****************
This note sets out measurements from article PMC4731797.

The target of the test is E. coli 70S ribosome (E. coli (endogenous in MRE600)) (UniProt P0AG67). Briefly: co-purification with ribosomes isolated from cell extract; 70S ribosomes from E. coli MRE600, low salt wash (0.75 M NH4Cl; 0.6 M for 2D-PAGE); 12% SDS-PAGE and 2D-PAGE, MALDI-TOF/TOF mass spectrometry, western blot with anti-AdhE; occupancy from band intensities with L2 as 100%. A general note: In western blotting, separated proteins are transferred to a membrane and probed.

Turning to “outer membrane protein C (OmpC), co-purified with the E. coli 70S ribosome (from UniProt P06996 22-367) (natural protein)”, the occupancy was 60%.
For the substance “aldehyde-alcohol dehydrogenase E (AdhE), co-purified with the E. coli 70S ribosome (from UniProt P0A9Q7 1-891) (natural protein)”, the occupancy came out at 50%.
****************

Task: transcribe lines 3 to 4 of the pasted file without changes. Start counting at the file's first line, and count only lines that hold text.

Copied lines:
Turning to “outer membrane protein C (OmpC), co-purified with the E. coli 70S ribosome (from UniProt P06996 22-367) (natural protein)”, the occupancy was 60%.
For the substance “aldehyde-alcohol dehydrogenase E (AdhE), co-purified with the E. coli 70S ribosome (from UniProt P0A9Q7 1-891) (natural protein)”, the occupancy came out at 50%.